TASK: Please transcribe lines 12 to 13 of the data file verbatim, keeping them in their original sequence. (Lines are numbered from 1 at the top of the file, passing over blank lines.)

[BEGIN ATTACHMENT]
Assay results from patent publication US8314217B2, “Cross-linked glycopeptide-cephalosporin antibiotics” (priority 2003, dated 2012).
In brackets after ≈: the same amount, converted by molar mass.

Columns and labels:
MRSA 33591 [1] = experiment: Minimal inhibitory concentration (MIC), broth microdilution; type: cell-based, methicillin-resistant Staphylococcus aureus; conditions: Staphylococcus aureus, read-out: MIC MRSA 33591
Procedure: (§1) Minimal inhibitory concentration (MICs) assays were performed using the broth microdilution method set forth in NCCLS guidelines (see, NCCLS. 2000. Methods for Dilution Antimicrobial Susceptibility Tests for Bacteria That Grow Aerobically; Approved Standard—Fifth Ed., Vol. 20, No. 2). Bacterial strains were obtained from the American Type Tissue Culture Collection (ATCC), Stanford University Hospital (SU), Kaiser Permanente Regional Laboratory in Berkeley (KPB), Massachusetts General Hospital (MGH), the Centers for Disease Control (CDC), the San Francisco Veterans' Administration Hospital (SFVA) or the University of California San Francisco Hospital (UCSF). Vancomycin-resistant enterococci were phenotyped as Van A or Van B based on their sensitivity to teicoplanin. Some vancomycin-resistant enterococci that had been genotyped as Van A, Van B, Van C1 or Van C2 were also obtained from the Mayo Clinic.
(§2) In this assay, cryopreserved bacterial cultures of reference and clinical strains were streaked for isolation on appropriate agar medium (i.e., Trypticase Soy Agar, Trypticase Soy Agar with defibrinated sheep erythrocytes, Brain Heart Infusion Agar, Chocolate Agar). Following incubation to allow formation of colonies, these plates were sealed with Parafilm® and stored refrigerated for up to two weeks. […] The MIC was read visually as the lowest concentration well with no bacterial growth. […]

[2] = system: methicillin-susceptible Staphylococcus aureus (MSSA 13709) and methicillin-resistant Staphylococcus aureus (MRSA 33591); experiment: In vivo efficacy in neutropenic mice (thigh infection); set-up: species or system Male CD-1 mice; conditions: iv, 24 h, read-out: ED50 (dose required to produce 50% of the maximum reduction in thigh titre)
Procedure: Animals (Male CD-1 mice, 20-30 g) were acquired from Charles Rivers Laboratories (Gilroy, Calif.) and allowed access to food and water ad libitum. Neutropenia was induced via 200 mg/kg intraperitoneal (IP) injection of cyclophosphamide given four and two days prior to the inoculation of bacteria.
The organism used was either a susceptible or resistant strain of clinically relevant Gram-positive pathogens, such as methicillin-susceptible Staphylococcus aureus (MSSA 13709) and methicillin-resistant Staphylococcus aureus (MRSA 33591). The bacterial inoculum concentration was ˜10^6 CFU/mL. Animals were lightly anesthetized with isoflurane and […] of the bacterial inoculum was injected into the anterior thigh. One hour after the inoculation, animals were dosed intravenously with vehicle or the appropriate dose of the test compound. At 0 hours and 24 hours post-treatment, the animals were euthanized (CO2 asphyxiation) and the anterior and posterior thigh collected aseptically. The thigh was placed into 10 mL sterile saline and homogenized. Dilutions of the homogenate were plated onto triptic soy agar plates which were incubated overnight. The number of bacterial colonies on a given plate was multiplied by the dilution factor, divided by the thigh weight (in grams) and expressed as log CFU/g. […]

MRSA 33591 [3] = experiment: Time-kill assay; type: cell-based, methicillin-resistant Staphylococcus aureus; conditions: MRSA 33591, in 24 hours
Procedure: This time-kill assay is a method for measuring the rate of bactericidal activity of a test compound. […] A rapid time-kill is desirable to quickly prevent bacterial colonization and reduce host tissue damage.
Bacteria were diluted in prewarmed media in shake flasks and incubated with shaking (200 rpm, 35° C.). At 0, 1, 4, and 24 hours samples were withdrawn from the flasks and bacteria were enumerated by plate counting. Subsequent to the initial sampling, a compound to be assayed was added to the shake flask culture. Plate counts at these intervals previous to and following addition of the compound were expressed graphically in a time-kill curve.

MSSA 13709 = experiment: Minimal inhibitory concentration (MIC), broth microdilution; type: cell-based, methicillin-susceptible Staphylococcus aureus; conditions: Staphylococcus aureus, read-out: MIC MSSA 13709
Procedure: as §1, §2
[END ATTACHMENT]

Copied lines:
Bacteria were diluted in prewarmed media in shake flasks and incubated with shaking (200 rpm, 35° C.). At 0, 1, 4, and 24 hours samples were withdrawn from the flasks and bacteria were enumerated by plate counting. Subsequent to the initial sampling, a compound to be assayed was added to the shake flask culture. Plate counts at these intervals previous to and following addition of the compound were expressed graphically in a time-kill curve.

MSSA 13709 = experiment: Minimal inhibitory concentration (MIC), broth microdilution; type: cell-based, methicillin-susceptible Staphylococcus aureus; conditions: Staphylococcus aureus, read-out: MIC MSSA 13709